Single II is a hanging fabric sculpture, which depicts a headless figure. The sculpture is made from various pieces of black cotton and synthetic material, which has been sewn together and stuffed. The piece is suspended at the navel from a steel cable, causing the figure to arch backwards toward the floor. The figure’s extremities are not realised in detail, with only the suggestion of hands and feet. Single II formed part of an installation displayed in the bell tower of St Pancras Church in London for the exhibition ‘The Visible and the Invisible’ in 1996. Bourgeois made four figurative stuffed fabric sculptures for this piece: Single I 1996, Single II 1996, Couple I 1996 (Tate AL00344) and Couple II 1996. All of the sculptures were hung from the bell tower except Couple II, which was displayed nearby on the floor.
Curator Lucy Askew highlights the importance of the Single and Couple works being shown together: ‘the sculptures were either hung from the ceiling or laid horizontally, the idea of erotic dependency [was] shown … with its opposite state of isolation.’ (Askew and d’Offay 2013, p.83.) Whether in a pair or alone, all the figures in the composition suggested vulnerability, particularly those left hanging in mid-air. Bourgeois has commented on the melancholic and violent undertones of the corpse-like figures in this piece in relation to the colour black: ‘Black is sad. The colour of mourning. The headless figures are wishful thinking on my part. Black is the colour of resented authority’ (quoted in Askew and d’Offay 2013, p.83).
Askew also notes the similarity between the arching pose of the hanging figure in Single II and the figures in other Bourgeois works such as Arch of Hysteria 1993 (reproduced in Morris 2007, p.43) and Triptych for the Red Rooms 1994 (Tate AL00349). Bourgeois often uses the arch as visual shorthand for the figure of the hysteric, given that the condition was associated with dramatic bodily contortion. Historically hysteria was thought to affect only women and to derive from the uterus, but the curator Marie-Laure Bernadac has argued that, countering traditional psychoanalytic theory, Bourgeois did not see hysteria as exclusively feminine. This may explain the gender ambivalence of the figure in Single II and why male figures appear in both Arch of Hysteria and Triptych for the Red Rooms. Bernadac also argues that the artist did not see hysteria as an entirely negative or painful experience, she writes:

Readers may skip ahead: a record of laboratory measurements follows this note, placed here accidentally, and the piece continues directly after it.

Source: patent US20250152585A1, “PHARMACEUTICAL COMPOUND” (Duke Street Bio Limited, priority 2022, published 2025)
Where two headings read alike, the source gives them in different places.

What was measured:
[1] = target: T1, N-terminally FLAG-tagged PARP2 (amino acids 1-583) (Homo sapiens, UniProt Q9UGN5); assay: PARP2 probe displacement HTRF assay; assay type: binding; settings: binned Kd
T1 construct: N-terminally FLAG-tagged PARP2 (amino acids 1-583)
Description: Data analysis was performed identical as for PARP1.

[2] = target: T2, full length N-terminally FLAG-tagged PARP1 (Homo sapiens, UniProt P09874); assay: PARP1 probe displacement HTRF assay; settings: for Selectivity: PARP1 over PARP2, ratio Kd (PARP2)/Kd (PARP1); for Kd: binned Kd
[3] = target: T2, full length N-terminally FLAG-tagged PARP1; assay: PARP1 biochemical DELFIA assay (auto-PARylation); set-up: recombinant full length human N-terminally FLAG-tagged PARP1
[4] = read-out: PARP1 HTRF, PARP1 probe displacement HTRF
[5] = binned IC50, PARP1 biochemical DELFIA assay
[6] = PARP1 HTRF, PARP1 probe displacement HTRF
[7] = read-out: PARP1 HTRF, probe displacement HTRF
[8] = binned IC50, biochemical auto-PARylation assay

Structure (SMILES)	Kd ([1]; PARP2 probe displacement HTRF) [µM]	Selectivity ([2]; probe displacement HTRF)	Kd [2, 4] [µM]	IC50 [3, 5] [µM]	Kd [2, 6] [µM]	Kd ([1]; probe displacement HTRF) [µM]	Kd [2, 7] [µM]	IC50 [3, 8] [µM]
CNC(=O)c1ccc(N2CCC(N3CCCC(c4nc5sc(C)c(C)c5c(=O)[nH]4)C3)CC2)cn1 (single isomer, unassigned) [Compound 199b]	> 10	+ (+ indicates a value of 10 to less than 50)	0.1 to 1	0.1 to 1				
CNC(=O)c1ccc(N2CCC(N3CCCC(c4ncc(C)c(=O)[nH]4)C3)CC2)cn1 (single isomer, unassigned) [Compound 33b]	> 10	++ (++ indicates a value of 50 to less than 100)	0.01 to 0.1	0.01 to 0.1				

Her arch – the mounting of tension and the release of tension – is sexual. It is a substitute for orgasm, with no access to sex. She creates her own world and is very happy. Nowhere is it written that a person in these states is suffering. She functions in a self-made cell, where the rules of unhappiness or stress are unknown to us.
(Quoted in Morris 2007, p.158.)
The ambiguous gender of the hanging figure, then, could be seen as Bourgeois’s attempt to divorce the association of hysteria from the gendered body. Likewise the suspension of the figure above ground, neither fully of the air nor of the earth, suggests another in-between state. On the notion of the hanging figure, a recurring conceit in Bourgeois’s work, the artist has said: ‘Horizontality is a desire to give up, to sleep. Verticality is an attempt to escape. Hanging and floating are states of ambivalence.’ (Quoted in Askew and d’Offay 2013, p.48.)
Mignon Nixon, Fantastic Reality: Louise Bourgeois and a Story of Modern Art, Cambridge, Massachusetts, and London 2005.
Frances Morris (ed.), Louise Bourgeois, exhibition catalogue, Tate Modern, London 2007, p.90.
Lucy Askew and Anthony d’Offay, Louise Bourgeois: A Woman Without Secrets, exhibition catalogue, National Galleries of Scotland, Edinburgh 2013, p.83, reproduced p.49.
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